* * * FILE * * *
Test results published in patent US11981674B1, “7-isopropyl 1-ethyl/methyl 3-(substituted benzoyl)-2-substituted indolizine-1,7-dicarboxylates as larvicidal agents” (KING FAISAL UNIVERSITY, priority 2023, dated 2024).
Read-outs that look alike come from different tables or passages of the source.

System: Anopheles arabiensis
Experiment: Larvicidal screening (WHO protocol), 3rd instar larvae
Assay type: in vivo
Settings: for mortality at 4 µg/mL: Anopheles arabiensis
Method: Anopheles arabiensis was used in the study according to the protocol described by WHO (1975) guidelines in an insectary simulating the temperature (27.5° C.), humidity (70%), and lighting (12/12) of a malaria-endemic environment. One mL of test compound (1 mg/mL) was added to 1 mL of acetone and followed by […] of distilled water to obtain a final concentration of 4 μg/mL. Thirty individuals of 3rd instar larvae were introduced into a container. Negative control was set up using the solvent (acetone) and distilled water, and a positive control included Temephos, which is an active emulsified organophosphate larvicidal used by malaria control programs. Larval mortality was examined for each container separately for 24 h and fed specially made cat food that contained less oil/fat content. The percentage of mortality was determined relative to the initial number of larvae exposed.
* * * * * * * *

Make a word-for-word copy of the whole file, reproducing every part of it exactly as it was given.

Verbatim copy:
Test results published in patent US11981674B1, “7-isopropyl 1-ethyl/methyl 3-(substituted benzoyl)-2-substituted indolizine-1,7-dicarboxylates as larvicidal agents” (KING FAISAL UNIVERSITY, priority 2023, dated 2024).
Read-outs that look alike come from different tables or passages of the source.

System: Anopheles arabiensis
Experiment: Larvicidal screening (WHO protocol), 3rd instar larvae
Assay type: in vivo
Settings: for mortality at 4 µg/mL: Anopheles arabiensis
Method: Anopheles arabiensis was used in the study according to the protocol described by WHO (1975) guidelines in an insectary simulating the temperature (27.5° C.), humidity (70%), and lighting (12/12) of a malaria-endemic environment. One mL of test compound (1 mg/mL) was added to 1 mL of acetone and followed by […] of distilled water to obtain a final concentration of 4 μg/mL. Thirty individuals of 3rd instar larvae were introduced into a container. Negative control was set up using the solvent (acetone) and distilled water, and a positive control included Temephos, which is an active emulsified organophosphate larvicidal used by malaria control programs. Larval mortality was examined for each container separately for 24 h and fed specially made cat food that contained less oil/fat content. The percentage of mortality was determined relative to the initial number of larvae exposed.